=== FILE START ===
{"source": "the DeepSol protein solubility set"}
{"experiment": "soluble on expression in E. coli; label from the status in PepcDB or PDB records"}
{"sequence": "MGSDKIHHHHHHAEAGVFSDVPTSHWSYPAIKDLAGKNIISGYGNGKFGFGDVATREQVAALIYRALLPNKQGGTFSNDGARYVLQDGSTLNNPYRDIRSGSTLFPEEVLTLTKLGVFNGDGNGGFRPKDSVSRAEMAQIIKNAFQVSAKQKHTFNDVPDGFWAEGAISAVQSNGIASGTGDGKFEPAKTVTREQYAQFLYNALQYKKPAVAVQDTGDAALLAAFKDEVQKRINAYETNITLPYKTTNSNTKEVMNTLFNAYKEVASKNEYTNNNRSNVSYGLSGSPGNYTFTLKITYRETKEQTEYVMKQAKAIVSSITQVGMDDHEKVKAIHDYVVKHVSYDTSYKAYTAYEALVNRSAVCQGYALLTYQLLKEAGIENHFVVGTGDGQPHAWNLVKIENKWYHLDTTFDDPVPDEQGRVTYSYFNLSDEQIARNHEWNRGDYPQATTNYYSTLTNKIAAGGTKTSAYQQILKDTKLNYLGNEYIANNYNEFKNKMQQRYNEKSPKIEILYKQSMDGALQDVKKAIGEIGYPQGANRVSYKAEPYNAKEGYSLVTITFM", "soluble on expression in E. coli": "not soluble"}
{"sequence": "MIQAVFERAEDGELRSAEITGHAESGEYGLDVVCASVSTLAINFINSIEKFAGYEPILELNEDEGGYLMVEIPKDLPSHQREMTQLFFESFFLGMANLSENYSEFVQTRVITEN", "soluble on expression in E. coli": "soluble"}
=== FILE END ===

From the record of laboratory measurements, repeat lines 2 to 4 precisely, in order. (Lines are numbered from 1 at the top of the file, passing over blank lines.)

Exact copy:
{"experiment": "soluble on expression in E. coli; label from the status in PepcDB or PDB records"}
{"sequence": "MGSDKIHHHHHHAEAGVFSDVPTSHWSYPAIKDLAGKNIISGYGNGKFGFGDVATREQVAALIYRALLPNKQGGTFSNDGARYVLQDGSTLNNPYRDIRSGSTLFPEEVLTLTKLGVFNGDGNGGFRPKDSVSRAEMAQIIKNAFQVSAKQKHTFNDVPDGFWAEGAISAVQSNGIASGTGDGKFEPAKTVTREQYAQFLYNALQYKKPAVAVQDTGDAALLAAFKDEVQKRINAYETNITLPYKTTNSNTKEVMNTLFNAYKEVASKNEYTNNNRSNVSYGLSGSPGNYTFTLKITYRETKEQTEYVMKQAKAIVSSITQVGMDDHEKVKAIHDYVVKHVSYDTSYKAYTAYEALVNRSAVCQGYALLTYQLLKEAGIENHFVVGTGDGQPHAWNLVKIENKWYHLDTTFDDPVPDEQGRVTYSYFNLSDEQIARNHEWNRGDYPQATTNYYSTLTNKIAAGGTKTSAYQQILKDTKLNYLGNEYIANNYNEFKNKMQQRYNEKSPKIEILYKQSMDGALQDVKKAIGEIGYPQGANRVSYKAEPYNAKEGYSLVTITFM", "soluble on expression in E. coli": "not soluble"}
{"sequence": "MIQAVFERAEDGELRSAEITGHAESGEYGLDVVCASVSTLAINFINSIEKFAGYEPILELNEDEGGYLMVEIPKDLPSHQREMTQLFFESFFLGMANLSENYSEFVQTRVITEN", "soluble on expression in E. coli": "soluble"}